By Nieske Vergunst (Kennisnet Innovatie)
Trainee Jelmer der Maat developed a Kinect game for Waag that uses embodied learning. Kennisnet Innovation interviewed him and his supervisor Meia Wippoo about the project.
What was the project?
Meia: "Creative Learning Lab develops engaging and accessible applications for schools which easily facilitate various learning styles, without teachers losing too much time. We've been researching embodied learning for a long time now and the assignment for Jelmer was a direct result. The aim of the project was that Jelmer would deliver a workable concept and prototype of a Kinect game that we could test, develop and manage further."
Jelmer: "The concept is called Super Hero Island and is an educational game package. The island is an environment where the children have their own super hero, whom they develop by playing little games on the island. While playing the games, not only do the superhero's skills and appearance develop, but the children themselves develop in the educational field. Because the game uses "movement in learning" principles, the children learn the material better and/or faster, according to the hypothesis of embodied learning."
What is embodied learning?
Meia: "In the classroom you are trained in skills such as math, language and knowledge of your environment. Although enough subjects offer space to try and experience these skills, formal education mainly focuses on the theoretical knowledge. Knowledge you take in by using just your head. But research has shown that experience with your whole body, and thus the development of competencies, ultimately is a much more effective way of learning. This is not just limited to learning from a book but involves the free space. Creative Learning Lab also adds an additional factor to embodied learning: the use of as much invisible technology as possible, making the most authentic learning experience that can be."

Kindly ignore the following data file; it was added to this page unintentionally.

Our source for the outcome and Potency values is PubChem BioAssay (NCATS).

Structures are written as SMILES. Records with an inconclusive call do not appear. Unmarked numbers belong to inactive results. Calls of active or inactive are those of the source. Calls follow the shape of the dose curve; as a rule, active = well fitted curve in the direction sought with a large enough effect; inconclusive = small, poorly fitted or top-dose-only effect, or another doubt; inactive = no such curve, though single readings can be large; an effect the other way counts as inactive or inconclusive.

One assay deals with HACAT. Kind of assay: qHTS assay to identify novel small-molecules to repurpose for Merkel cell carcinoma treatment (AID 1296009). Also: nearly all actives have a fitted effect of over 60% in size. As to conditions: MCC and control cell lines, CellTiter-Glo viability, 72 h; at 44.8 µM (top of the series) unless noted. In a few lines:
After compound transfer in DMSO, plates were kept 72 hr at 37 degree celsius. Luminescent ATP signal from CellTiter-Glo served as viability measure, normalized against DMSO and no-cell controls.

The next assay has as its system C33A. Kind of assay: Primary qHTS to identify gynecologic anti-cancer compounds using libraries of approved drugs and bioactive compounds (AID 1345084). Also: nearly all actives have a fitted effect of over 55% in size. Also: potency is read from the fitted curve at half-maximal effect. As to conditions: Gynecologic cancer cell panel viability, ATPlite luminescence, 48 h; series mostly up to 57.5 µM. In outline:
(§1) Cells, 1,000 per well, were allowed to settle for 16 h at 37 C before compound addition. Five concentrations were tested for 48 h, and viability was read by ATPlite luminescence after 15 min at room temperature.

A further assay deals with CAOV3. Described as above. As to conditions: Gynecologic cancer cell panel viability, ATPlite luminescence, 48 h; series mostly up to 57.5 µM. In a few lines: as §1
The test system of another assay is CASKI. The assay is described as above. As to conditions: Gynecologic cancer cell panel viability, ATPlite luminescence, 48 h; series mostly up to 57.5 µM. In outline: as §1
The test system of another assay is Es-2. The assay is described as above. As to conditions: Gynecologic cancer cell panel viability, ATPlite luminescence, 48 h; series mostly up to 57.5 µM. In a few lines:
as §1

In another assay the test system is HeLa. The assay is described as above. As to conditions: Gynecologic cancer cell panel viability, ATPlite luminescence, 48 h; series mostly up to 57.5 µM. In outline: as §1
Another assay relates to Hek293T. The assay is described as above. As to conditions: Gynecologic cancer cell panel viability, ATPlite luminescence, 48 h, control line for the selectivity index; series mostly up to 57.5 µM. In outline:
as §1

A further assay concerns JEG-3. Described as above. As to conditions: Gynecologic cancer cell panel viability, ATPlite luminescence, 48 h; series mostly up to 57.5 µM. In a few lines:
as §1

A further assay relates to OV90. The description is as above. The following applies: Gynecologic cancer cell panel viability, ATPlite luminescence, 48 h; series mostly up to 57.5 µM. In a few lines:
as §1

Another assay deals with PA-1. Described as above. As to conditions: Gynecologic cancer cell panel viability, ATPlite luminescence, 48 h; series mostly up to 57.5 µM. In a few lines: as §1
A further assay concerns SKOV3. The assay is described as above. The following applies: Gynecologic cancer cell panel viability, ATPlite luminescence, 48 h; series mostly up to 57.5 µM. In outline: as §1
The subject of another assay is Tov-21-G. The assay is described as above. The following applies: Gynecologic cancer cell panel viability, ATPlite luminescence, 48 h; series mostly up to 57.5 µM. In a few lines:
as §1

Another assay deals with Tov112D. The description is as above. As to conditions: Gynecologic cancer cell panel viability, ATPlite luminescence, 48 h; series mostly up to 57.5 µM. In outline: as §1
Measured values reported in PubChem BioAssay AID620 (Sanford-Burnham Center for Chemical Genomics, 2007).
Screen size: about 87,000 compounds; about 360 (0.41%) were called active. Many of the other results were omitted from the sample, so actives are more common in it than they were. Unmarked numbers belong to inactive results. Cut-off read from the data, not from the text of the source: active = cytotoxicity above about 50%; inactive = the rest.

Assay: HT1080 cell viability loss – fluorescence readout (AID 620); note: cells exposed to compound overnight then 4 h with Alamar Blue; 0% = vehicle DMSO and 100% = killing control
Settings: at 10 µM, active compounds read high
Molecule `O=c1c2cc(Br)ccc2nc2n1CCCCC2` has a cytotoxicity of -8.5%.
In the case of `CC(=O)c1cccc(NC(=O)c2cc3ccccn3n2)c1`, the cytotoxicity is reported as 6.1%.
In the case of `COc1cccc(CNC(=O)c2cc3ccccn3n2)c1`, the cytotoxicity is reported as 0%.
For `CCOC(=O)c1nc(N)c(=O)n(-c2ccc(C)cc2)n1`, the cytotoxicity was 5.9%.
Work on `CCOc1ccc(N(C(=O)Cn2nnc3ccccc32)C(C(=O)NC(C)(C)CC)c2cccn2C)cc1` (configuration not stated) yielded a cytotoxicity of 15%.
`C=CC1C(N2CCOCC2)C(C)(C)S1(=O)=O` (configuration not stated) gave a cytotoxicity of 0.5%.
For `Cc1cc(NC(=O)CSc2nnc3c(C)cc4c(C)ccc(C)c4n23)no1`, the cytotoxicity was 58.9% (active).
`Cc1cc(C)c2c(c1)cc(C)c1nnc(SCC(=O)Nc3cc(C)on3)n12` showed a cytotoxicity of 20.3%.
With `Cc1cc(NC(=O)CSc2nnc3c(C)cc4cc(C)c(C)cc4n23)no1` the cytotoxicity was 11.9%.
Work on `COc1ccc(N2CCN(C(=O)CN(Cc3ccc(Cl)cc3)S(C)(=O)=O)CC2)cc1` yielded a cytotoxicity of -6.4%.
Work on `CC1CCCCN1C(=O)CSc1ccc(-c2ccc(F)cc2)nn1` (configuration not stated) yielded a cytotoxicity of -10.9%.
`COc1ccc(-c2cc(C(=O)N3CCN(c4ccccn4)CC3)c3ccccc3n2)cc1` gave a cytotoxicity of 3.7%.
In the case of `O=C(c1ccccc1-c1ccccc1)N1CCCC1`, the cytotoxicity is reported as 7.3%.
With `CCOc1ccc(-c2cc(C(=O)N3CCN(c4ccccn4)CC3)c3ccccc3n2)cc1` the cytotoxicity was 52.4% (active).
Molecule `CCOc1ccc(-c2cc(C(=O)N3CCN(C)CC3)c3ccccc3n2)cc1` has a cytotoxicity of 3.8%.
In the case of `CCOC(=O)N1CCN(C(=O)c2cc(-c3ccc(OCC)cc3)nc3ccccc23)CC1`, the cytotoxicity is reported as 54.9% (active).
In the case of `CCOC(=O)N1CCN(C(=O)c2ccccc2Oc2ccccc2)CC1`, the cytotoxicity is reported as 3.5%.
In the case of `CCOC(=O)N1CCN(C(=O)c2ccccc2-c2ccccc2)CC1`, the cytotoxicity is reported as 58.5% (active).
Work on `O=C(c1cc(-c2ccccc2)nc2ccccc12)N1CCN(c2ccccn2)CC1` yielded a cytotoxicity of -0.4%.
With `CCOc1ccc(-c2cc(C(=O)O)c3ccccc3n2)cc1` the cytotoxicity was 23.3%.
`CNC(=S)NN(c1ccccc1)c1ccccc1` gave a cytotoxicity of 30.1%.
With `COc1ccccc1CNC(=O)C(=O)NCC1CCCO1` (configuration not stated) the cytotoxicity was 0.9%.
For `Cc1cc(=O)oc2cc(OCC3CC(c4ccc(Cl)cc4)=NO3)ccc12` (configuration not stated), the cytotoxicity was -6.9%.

What is the added value of embodied learning compared to 'traditional' education?
Jelmer: "The combination of the physical with the theory. Several studies have shown that things stick better with adults and children when they are linked to a related movement. Children who act out a story with toys, for example, remember it better than children who read it twice. Also, when you read, it activates the areas in your brain that are responsible for the matching movement. If you read "John pets the dog", the brain areas that would perform this become active. Therefore, as an example, moving when reading helps to understand texts . These kinds of theories have led to the hypothesis that embodied learning works better than "normal" learning."
Would you (already) recommend embodied learning techniques at this time to schools / teachers?
Meia: "Yes. Education professionals can use this kind of technology and applications to develop new teaching methods that match teaching styles based on physical actions. The deployment of the entire body in a learning situation is something teachers often already do. With the advent of e.g. the Wii remote and the Kinect sensor, which are able to record and process relatively large movements, the use of technology in embodied learning has become a reality."
Why do you use a Kinect instead of an iPad, for example?
Meia: "The Kinect goes beyond the iPad, which only works with touch screen interaction. The Kinect and similar consoles work with 'gesture-based interaction. This makes new, intuitive forms of interaction possible. Embodied learning is really another way of learning, it's not just about deploying new technology in education. With an iPad you primarily make use of a new technology with opportunities that are definitely interesting. But that way of learning is still largely focused on the head alone."
What opportunities and challenges do you see for embodied learning?
Jelmer: "You have to keep it exciting enough and continue to update the contents, to keep older children interested too. Playing a game with things you learned long ago is less exciting. A challenge for schools is likely to find time and space in their existing programs. But if a school has the opportunity to do something with embodied learning, I would certainly recommend. It is not only very educational for the children but also for the teachers! In addition, children love to learn new things this way. The fact that you can play a Kinect game in class is too cool for words."